Cyber age can be simply defined as the high-tech period that the world is living in today. Cyber age is characterized by the presence and wide use of computers, the internet, software, networks, e-business, learning, digital health, e-commerce, e-governance and every other aspect of life. The cyber age has also seen the development of cyber-communities that are a replica of the actual public place, and thus social interactions and ethics have come up. These include Twitter, Facebook, MySpace, You Tube, blogospheres, dating sites, Second Life, web communities, and private discussion boards.
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Ethics in the cyber age can be defined as the values defining interactions and activities within the cyberspace. Therefore, ethics in cyber age is the breakdown of the environment and social impact of cyber space or computer technology along with the resultant development and validation of policies regarding ethical use of the information and technology (Hester & Ford 2000). The truth however, is technological revolutions have outstripped ethical developments and hence stimulating unforeseen problems causing ‘ethical vacuum’.
Cyber age has undoubtedly made our lives better despite the resultant social problems that have led to serious ethical issues. Some of these problems are cyber-crimes, viruses, hacking, privacy rights (both personal and at the work place) and adverse impacts on children especially through cyber bullying and phonograph. Cyber-crimes for instance, have become a great challenge. There are deep concerns on the abuse of information on credit cards, security of financial dealings, information on B2B and B2C, safety of e-mails and personal privacy invasion (Hester & Ford, 2000). The most worrying trend is that cyber-crime takes place within time and space that makes it difficult for legal jurisdiction and governments to catch up with. Hacking on the other hand, requires computer skills to lay hands on very vital information.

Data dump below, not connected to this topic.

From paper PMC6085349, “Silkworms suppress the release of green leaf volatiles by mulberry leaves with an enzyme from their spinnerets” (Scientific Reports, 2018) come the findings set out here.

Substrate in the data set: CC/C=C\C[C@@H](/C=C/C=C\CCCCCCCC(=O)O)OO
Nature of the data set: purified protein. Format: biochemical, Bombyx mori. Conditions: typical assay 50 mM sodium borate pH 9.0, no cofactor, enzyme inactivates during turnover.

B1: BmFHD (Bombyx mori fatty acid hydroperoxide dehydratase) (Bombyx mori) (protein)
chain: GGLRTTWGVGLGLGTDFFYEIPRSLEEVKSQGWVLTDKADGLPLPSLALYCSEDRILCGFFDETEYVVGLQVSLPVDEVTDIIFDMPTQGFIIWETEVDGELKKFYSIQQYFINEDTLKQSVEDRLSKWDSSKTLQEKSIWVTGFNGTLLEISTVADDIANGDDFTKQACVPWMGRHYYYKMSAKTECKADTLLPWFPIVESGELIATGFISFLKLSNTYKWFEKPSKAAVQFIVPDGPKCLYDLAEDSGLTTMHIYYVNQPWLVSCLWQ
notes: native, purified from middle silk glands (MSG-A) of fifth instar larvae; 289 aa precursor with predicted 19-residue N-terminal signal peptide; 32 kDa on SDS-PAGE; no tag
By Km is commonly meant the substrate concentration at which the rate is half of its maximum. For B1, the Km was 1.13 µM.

Every week there seems to be new viruses that pose computer security threat. Viruses, Torjans, and worms can be passed through mails, screen savers, demos, or computer buses and recently, there are viruses that can automatically propagate themselves like ‘melisssa’ (Azmat, 2011). Another social problem entails privacy rights in the workplace where privacy of an employee is regarded as very critical. Employers can spy on the employees by checking their e-mails in the name of enhancing productivity, preventing fraud, theft, and any other illegal practices. This raises a serious ethical issue. In cyber-age, there has been extra care on the part of the parents to regulate what information their children access or watch in cyberspace or digital technology. Children are being exposed to more violence and sex oriented materials. Free adult sites are easily accessible to kids with far reaching effects.